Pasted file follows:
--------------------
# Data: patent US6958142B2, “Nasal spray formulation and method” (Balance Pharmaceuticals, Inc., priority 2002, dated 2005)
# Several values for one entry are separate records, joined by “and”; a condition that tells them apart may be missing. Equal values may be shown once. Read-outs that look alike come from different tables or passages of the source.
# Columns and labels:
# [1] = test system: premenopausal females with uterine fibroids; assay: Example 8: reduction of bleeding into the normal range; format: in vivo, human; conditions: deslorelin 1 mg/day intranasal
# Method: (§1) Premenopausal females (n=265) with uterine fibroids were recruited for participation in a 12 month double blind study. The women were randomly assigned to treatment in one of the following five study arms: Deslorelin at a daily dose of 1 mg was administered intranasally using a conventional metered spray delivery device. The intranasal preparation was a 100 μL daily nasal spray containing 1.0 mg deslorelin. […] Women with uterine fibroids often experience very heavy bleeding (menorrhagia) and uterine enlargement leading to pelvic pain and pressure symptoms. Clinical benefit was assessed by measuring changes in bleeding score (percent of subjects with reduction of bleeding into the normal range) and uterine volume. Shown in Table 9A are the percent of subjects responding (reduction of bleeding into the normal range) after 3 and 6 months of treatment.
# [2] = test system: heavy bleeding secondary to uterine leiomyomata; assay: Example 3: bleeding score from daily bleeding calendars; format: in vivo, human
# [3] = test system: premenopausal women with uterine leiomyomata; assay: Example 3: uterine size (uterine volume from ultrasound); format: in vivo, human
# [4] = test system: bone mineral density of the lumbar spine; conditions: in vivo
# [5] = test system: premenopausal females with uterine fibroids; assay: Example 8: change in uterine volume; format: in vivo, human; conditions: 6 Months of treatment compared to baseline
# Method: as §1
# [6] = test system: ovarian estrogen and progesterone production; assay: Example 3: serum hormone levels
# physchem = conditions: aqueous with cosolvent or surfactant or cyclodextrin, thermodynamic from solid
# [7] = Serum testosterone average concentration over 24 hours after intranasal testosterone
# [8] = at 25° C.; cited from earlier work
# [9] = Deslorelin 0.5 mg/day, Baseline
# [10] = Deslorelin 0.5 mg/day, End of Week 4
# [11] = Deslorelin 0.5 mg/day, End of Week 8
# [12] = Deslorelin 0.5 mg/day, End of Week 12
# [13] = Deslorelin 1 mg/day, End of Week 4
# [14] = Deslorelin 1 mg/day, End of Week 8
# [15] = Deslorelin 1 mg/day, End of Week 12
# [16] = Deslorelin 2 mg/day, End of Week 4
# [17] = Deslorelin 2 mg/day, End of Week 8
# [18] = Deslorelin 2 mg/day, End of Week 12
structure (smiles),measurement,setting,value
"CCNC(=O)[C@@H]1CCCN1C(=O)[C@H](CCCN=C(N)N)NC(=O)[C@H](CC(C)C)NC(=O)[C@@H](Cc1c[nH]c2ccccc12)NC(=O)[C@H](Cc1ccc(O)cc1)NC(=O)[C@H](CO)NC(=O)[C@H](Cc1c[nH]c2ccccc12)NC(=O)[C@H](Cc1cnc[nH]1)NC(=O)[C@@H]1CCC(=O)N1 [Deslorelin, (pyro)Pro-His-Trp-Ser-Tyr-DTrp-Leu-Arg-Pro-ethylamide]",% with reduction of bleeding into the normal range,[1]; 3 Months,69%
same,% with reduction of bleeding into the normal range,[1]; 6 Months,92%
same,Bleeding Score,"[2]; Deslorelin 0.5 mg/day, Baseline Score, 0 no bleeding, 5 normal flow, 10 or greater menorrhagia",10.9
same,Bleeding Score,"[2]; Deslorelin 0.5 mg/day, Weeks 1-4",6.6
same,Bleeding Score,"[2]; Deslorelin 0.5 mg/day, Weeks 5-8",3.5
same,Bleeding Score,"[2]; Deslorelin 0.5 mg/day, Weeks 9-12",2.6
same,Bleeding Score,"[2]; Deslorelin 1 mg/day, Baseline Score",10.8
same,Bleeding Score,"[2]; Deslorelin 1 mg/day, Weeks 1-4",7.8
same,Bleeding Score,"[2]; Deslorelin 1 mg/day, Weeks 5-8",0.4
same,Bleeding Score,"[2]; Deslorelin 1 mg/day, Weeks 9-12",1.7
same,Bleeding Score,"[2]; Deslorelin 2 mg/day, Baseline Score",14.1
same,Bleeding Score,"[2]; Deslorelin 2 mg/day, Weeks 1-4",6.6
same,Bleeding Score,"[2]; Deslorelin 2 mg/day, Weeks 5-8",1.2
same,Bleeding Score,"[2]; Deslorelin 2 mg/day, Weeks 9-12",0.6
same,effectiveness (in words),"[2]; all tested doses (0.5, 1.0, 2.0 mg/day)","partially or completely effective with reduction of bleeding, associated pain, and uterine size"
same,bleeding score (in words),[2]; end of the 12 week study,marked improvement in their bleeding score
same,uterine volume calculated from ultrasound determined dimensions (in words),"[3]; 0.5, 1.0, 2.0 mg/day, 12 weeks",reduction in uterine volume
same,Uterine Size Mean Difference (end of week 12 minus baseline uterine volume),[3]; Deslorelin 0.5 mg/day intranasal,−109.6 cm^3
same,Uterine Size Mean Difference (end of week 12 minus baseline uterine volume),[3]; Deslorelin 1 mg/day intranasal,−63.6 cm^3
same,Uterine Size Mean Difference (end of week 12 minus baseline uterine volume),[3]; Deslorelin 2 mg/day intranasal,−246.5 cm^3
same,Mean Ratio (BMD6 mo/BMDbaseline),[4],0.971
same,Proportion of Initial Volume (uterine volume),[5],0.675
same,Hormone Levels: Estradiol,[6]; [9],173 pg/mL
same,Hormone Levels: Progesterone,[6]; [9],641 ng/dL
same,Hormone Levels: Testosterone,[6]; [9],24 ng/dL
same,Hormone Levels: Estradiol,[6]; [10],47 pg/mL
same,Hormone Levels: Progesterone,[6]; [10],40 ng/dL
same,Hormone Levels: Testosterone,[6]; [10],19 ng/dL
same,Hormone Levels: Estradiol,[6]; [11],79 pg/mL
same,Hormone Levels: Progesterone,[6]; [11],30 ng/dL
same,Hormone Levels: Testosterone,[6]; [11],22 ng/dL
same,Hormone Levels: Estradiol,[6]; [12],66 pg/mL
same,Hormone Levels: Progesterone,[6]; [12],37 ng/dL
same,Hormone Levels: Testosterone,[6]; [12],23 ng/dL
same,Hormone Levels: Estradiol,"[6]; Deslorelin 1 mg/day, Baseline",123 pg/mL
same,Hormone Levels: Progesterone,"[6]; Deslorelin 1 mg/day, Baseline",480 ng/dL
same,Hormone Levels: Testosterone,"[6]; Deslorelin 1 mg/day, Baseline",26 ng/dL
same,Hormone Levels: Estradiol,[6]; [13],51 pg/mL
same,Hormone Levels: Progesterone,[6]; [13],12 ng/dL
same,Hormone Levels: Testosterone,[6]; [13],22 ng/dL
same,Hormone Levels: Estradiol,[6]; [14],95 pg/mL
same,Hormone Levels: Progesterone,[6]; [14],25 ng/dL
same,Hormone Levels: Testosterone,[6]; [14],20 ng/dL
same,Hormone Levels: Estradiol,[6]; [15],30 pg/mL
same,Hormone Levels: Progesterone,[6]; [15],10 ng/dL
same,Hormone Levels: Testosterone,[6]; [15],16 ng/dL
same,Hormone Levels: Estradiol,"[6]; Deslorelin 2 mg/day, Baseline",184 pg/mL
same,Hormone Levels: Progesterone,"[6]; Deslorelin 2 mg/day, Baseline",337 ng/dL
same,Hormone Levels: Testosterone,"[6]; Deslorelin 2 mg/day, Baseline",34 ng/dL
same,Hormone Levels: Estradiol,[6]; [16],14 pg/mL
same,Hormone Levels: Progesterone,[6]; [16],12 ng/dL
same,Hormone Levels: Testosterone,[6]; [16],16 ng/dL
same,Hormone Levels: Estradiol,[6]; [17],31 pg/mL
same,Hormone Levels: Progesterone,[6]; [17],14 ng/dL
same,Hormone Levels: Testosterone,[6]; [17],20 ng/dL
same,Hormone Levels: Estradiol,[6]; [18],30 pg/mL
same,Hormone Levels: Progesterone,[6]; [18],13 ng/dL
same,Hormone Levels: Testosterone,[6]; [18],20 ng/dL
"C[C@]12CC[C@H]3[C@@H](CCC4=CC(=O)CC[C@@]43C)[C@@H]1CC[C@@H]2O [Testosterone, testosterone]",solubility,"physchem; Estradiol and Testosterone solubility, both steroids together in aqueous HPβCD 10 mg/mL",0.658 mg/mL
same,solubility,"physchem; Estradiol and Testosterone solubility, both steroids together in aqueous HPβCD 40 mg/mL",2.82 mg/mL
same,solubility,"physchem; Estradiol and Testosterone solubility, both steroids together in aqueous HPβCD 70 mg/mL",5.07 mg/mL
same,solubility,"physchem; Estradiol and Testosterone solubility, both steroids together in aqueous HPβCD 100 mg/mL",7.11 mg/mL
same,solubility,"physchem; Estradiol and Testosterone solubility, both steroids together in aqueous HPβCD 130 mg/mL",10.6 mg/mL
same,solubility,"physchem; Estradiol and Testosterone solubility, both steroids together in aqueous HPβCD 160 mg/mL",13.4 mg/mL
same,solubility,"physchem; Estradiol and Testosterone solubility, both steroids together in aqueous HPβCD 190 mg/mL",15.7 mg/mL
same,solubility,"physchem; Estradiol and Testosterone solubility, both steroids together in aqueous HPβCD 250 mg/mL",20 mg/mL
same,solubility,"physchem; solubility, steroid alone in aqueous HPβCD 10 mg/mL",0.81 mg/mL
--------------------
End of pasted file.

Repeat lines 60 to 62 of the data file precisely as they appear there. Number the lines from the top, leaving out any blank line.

same,Hormone Levels: Estradiol,"[6]; Deslorelin 1 mg/day, Baseline",123 pg/mL
same,Hormone Levels: Progesterone,"[6]; Deslorelin 1 mg/day, Baseline",480 ng/dL
same,Hormone Levels: Testosterone,"[6]; Deslorelin 1 mg/day, Baseline",26 ng/dL